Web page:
Wednesday, May 11, 2005

Ang Puno ni Nanay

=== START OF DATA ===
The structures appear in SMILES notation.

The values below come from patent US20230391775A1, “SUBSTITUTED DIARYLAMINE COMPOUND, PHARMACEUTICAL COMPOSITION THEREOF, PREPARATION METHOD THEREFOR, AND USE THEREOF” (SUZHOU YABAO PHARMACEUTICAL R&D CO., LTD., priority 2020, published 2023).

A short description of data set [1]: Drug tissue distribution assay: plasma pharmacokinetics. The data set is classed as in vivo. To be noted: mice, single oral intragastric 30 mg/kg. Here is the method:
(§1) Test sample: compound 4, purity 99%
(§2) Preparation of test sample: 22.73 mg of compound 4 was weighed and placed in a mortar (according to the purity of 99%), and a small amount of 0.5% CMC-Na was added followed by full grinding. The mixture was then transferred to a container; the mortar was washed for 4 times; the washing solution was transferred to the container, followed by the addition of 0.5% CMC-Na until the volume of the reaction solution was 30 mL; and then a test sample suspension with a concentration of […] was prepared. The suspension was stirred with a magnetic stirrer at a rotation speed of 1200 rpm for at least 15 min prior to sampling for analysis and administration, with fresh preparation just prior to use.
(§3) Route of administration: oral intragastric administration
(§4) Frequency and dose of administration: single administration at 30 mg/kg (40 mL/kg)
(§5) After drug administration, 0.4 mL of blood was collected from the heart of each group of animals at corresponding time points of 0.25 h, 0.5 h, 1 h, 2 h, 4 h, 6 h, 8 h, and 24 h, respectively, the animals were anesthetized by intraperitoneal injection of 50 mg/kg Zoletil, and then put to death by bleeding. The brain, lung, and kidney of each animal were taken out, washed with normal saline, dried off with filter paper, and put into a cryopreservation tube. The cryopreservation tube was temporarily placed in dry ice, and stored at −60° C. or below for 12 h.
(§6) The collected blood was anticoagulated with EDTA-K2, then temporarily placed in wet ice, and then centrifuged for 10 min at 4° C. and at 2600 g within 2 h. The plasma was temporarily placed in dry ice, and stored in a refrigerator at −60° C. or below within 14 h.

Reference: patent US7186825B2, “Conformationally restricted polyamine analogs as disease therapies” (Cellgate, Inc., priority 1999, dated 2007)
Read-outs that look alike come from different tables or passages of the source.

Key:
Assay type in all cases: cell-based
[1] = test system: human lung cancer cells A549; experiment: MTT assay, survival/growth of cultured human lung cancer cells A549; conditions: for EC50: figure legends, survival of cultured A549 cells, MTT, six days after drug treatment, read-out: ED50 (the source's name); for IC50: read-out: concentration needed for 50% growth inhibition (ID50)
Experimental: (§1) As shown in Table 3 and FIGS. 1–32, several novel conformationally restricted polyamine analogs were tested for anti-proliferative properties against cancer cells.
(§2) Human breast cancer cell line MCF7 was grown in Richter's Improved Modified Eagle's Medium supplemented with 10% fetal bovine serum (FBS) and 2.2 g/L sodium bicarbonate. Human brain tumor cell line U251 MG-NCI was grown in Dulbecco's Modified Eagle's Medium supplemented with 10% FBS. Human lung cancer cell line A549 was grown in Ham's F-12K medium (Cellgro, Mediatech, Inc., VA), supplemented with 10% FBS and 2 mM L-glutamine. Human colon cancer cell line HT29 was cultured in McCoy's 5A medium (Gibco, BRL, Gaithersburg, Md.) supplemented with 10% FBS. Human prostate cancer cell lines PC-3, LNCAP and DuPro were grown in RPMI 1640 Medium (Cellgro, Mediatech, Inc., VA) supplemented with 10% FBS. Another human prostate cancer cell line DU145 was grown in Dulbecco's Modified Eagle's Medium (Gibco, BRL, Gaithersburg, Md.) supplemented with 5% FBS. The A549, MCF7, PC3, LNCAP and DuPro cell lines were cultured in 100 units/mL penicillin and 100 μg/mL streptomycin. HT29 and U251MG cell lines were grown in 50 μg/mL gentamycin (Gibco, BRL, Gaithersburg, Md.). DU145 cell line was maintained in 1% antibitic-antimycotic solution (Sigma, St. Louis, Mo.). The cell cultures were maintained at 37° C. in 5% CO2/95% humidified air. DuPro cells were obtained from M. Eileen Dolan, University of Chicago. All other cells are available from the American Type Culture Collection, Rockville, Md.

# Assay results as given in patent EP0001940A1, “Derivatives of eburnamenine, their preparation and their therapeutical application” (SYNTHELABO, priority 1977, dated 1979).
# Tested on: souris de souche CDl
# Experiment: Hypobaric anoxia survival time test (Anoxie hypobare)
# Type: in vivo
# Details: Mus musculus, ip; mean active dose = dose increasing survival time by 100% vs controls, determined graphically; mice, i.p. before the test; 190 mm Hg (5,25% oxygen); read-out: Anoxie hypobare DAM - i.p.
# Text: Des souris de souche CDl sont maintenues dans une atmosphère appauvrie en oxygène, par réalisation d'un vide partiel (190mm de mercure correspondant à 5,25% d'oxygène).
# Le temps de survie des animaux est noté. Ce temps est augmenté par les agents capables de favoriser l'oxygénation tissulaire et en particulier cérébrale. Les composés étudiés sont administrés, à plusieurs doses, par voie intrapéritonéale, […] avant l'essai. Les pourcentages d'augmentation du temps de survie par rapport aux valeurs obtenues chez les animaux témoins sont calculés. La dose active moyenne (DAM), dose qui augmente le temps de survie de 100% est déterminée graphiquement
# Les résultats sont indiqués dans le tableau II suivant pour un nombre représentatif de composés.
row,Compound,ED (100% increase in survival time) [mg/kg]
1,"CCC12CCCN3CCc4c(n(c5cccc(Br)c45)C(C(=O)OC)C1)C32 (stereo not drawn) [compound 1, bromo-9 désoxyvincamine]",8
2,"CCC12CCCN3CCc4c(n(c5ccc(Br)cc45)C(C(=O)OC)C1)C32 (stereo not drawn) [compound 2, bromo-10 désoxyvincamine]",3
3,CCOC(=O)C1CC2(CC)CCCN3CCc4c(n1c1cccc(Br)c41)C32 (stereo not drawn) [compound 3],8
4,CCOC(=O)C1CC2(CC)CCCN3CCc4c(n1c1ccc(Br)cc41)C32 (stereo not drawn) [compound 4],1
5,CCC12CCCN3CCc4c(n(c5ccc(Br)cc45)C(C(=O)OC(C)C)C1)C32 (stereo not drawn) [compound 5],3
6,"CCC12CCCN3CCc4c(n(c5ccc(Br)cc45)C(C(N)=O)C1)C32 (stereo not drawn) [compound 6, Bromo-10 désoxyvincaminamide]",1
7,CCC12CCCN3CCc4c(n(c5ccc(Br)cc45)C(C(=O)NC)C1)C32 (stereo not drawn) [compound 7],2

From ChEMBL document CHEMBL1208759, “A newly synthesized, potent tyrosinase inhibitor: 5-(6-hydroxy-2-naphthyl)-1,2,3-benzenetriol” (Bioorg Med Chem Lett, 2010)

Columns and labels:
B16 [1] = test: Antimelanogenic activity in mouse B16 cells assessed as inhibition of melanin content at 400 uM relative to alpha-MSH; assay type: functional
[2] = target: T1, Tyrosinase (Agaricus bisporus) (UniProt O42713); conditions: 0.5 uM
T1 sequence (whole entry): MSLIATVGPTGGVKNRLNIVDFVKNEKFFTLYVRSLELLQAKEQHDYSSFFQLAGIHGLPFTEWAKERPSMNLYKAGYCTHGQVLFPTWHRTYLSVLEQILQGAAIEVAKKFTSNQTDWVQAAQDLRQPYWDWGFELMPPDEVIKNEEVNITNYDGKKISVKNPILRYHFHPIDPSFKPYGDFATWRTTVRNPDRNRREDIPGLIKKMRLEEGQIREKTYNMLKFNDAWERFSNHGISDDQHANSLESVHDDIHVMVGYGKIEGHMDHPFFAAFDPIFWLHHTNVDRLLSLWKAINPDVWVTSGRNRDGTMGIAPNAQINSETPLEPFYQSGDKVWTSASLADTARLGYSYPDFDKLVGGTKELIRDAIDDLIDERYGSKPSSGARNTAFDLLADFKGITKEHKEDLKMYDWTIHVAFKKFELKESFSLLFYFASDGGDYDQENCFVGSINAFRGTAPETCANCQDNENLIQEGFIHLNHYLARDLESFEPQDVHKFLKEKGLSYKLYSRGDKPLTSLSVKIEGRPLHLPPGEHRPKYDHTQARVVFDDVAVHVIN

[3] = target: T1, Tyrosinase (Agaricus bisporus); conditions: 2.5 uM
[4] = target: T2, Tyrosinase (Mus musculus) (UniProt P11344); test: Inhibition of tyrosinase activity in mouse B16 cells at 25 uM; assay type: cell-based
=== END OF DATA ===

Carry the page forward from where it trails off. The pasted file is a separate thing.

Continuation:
We were eating these juicy green mangoes that we brought from Alaminos. We spent a good amount of the past weekend there after my arduous comprehensive exams—thank God for the opportunity to rest. It was good to spend sometime there in the old house beside the highway where I grew up. Last Saturday night, contrary to the blanket of humidity during the night here in Manila, there in Alaminos last weekend, I actually had to put on a fleece and Amats wrapped himself in a blanket because it was cold during the night. We slept there with open windows and can see the swaying trees. Now, thinking about it, the cooler clime there was because of these trees. Going back to my story about the mangoes and of course the trees, these are planted by my ancestors, including my late great grand mother and my Lola Abeng and Inay Tita Ching. When I was younger, we used eat the “suha” or pomelos and she would always and would never fail to say that her father and mother planted the trees that bear the fruit that we were eating. Every year during summer, there would be guavas, star apple, rambutan, lanzones in October and during December the chico would bear a lot of fruits, my Lola and Inay would never fail to mention and remind me that one of our grand parents planted those trees. Years and some storms have past, the chico tree due to its hugeness and old age was not able to witstand the recent year's storm. Eventually, the younger trees took over like the mango tree. Recently, we had someone go up the mango tree and it was these fruits that we were eating now, Aling Nimfa reminded me of a story that Inay said to her before, that it was Inay Tita Ching who was the one who planted that mango tree. And I remembered it was Mothers Day last Sunday and even though she has come to pass, still the fruit of her tree was her gift to us. Salamat sa iyo Inay. The tree lives on to tell your story.

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